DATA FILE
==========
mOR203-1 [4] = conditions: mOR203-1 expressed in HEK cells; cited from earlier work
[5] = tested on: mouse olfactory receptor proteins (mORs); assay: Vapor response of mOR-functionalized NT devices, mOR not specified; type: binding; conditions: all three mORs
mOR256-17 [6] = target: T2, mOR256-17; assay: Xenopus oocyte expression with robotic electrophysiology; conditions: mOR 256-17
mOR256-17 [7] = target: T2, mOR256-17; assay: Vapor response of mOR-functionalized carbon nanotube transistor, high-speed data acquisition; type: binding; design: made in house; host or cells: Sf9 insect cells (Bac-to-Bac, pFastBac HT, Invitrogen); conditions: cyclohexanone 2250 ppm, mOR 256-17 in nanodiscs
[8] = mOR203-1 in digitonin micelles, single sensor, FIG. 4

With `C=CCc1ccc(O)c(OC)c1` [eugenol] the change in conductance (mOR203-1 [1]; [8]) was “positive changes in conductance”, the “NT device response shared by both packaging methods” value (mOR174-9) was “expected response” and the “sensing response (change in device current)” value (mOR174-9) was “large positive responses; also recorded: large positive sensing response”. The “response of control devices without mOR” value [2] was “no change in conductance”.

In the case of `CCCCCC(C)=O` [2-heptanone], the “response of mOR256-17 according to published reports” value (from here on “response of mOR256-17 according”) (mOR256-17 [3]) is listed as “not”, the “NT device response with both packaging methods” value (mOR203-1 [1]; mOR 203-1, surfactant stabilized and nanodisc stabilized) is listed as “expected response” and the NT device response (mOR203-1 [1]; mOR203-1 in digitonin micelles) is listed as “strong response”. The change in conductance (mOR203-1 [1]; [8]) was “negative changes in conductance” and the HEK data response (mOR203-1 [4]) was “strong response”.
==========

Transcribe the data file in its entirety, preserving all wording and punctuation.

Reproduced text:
mOR203-1 [4] = conditions: mOR203-1 expressed in HEK cells; cited from earlier work
[5] = tested on: mouse olfactory receptor proteins (mORs); assay: Vapor response of mOR-functionalized NT devices, mOR not specified; type: binding; conditions: all three mORs
mOR256-17 [6] = target: T2, mOR256-17; assay: Xenopus oocyte expression with robotic electrophysiology; conditions: mOR 256-17
mOR256-17 [7] = target: T2, mOR256-17; assay: Vapor response of mOR-functionalized carbon nanotube transistor, high-speed data acquisition; type: binding; design: made in house; host or cells: Sf9 insect cells (Bac-to-Bac, pFastBac HT, Invitrogen); conditions: cyclohexanone 2250 ppm, mOR 256-17 in nanodiscs
[8] = mOR203-1 in digitonin micelles, single sensor, FIG. 4

With `C=CCc1ccc(O)c(OC)c1` [eugenol] the change in conductance (mOR203-1 [1]; [8]) was “positive changes in conductance”, the “NT device response shared by both packaging methods” value (mOR174-9) was “expected response” and the “sensing response (change in device current)” value (mOR174-9) was “large positive responses; also recorded: large positive sensing response”. The “response of control devices without mOR” value [2] was “no change in conductance”.

In the case of `CCCCCC(C)=O` [2-heptanone], the “response of mOR256-17 according to published reports” value (from here on “response of mOR256-17 according”) (mOR256-17 [3]) is listed as “not”, the “NT device response with both packaging methods” value (mOR203-1 [1]; mOR 203-1, surfactant stabilized and nanodisc stabilized) is listed as “expected response” and the NT device response (mOR203-1 [1]; mOR203-1 in digitonin micelles) is listed as “strong response”. The change in conductance (mOR203-1 [1]; [8]) was “negative changes in conductance” and the HEK data response (mOR203-1 [4]) was “strong response”.